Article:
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NAU bug specialist's work could be key to fewer wildfires
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NAU bug specialist’s work could be key to fewer wildfires

PHOENIX — He’s blasted rock music and even their own amplified sounds at bark beetles to change their voracious eating patterns.

But now, entomologist Rich Hofstetter of Northern Arizona University, is using the bugs’ own natural enemy, a fungus, in the latest bark beetle battle.

The forestry professor is testing the fungus Beauveria bassiana on different species of the insect responsible for chewing through tens of thousands of square miles of trees from Mexico to Canada.

“We have isolated particular strains and are testing to see whether these strains are effective,” Hofstetter said.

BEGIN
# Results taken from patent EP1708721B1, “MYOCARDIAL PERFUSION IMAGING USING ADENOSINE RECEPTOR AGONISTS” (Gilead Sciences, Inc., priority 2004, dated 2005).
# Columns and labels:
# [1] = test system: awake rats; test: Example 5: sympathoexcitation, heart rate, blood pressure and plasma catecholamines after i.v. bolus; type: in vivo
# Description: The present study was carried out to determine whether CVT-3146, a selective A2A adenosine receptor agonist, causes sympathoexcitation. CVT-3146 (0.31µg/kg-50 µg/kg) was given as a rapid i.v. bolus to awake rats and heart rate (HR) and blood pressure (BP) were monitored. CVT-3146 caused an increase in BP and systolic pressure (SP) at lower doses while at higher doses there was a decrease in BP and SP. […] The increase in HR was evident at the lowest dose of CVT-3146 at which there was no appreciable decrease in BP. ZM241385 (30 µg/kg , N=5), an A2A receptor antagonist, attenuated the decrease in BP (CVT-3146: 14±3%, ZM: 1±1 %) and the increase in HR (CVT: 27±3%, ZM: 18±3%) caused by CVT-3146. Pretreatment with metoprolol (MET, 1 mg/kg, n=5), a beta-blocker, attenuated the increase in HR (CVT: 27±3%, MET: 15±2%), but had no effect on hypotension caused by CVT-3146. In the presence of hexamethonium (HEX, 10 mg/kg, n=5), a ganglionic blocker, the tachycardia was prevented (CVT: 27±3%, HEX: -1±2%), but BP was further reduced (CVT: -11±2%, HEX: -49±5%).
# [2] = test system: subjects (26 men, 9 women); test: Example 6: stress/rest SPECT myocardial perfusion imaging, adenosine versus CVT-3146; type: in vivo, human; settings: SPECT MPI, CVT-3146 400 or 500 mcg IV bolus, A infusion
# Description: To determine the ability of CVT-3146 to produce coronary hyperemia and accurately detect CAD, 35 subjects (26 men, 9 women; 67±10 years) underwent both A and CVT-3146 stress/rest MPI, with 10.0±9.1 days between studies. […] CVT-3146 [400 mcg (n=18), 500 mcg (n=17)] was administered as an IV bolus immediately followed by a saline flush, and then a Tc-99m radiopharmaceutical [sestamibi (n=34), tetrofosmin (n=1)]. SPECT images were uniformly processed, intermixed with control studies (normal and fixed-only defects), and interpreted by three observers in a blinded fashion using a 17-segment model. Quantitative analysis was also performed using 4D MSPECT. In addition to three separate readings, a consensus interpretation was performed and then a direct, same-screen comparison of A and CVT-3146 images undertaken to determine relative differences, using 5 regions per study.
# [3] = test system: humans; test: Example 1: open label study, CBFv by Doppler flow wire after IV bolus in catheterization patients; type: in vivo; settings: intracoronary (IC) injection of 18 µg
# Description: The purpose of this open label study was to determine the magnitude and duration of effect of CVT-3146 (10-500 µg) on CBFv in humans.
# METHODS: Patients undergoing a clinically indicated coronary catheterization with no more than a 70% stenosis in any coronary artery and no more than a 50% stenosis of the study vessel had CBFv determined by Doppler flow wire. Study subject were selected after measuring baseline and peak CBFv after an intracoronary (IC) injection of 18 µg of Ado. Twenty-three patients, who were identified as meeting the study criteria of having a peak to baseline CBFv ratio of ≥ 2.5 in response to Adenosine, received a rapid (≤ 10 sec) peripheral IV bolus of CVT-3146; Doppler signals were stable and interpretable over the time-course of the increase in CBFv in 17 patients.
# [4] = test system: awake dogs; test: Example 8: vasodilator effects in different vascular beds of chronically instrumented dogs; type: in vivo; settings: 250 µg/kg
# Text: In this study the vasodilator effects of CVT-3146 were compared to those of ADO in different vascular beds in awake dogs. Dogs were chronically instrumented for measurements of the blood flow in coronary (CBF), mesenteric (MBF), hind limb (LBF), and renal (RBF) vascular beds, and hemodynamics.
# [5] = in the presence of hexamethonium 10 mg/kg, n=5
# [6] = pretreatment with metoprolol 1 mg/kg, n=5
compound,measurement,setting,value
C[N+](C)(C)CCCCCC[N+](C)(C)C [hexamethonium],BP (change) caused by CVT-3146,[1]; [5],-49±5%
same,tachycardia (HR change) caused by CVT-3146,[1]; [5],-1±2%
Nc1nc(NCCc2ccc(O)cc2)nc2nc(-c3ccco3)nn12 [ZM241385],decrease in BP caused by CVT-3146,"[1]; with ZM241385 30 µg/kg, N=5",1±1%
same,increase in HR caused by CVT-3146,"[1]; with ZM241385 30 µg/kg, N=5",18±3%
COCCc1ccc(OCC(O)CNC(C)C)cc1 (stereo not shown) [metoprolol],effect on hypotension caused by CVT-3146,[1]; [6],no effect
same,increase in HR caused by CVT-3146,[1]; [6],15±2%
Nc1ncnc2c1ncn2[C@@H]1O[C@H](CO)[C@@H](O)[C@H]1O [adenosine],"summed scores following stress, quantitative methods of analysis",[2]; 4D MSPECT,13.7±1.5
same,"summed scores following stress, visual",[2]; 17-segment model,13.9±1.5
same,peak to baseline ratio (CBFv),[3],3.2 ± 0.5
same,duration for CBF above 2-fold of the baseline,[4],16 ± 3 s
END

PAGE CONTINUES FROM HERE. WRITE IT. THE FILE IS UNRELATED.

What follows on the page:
Arizona is experiencing a bark beetle outbreak in the White Mountains, where the Wallow fire burned in 2011. Bark beetle infestations have gotten larger and more devastating to forests in recent years, just like wildfires.

Hofstetter was contacted by Montana BioAgriculture to conduct the research and find the most deadly strain of the fungus.

The company is developing fungal bio-insecticides to control bark beetles with an environmentally benign product that can be commercially produced and marketed to forest managers.

“The fungus releases white powdery spores. When bark beetles crawl over them the fungus gets into their bodies and takes over,” Hofstetter said.

“The spores penetrate the exoskeleton of the beetle. And once they get inside, they replicate, they grow and kill the beetle within one to two days. When the beetle is dead, the fungus grows outside of the beetle and produces more spores that can be picked up by other insects.”